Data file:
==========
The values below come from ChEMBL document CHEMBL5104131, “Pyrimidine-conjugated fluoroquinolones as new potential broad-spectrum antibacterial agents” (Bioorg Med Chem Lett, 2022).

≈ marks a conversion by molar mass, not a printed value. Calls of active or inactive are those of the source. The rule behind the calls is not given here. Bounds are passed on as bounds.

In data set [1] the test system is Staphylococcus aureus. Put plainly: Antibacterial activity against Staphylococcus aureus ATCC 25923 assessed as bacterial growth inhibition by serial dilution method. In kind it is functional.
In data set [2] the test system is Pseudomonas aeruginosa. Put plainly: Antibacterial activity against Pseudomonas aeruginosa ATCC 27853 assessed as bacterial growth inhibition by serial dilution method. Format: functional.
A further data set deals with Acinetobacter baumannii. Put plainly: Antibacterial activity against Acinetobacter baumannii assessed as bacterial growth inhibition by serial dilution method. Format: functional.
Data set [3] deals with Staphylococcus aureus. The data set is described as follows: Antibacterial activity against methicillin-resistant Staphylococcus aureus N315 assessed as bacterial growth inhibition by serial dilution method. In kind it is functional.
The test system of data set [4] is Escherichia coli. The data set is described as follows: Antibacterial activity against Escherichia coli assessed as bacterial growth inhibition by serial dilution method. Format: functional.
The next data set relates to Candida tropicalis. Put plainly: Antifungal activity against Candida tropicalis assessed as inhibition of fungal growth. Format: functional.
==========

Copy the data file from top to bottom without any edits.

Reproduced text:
The values below come from ChEMBL document CHEMBL5104131, “Pyrimidine-conjugated fluoroquinolones as new potential broad-spectrum antibacterial agents” (Bioorg Med Chem Lett, 2022).

≈ marks a conversion by molar mass, not a printed value. Calls of active or inactive are those of the source. The rule behind the calls is not given here. Bounds are passed on as bounds.

In data set [1] the test system is Staphylococcus aureus. Put plainly: Antibacterial activity against Staphylococcus aureus ATCC 25923 assessed as bacterial growth inhibition by serial dilution method. In kind it is functional.
In data set [2] the test system is Pseudomonas aeruginosa. Put plainly: Antibacterial activity against Pseudomonas aeruginosa ATCC 27853 assessed as bacterial growth inhibition by serial dilution method. Format: functional.
A further data set deals with Acinetobacter baumannii. Put plainly: Antibacterial activity against Acinetobacter baumannii assessed as bacterial growth inhibition by serial dilution method. Format: functional.
Data set [3] deals with Staphylococcus aureus. The data set is described as follows: Antibacterial activity against methicillin-resistant Staphylococcus aureus N315 assessed as bacterial growth inhibition by serial dilution method. In kind it is functional.
The test system of data set [4] is Escherichia coli. The data set is described as follows: Antibacterial activity against Escherichia coli assessed as bacterial growth inhibition by serial dilution method. Format: functional.
The next data set relates to Candida tropicalis. Put plainly: Antifungal activity against Candida tropicalis assessed as inhibition of fungal growth. Format: functional.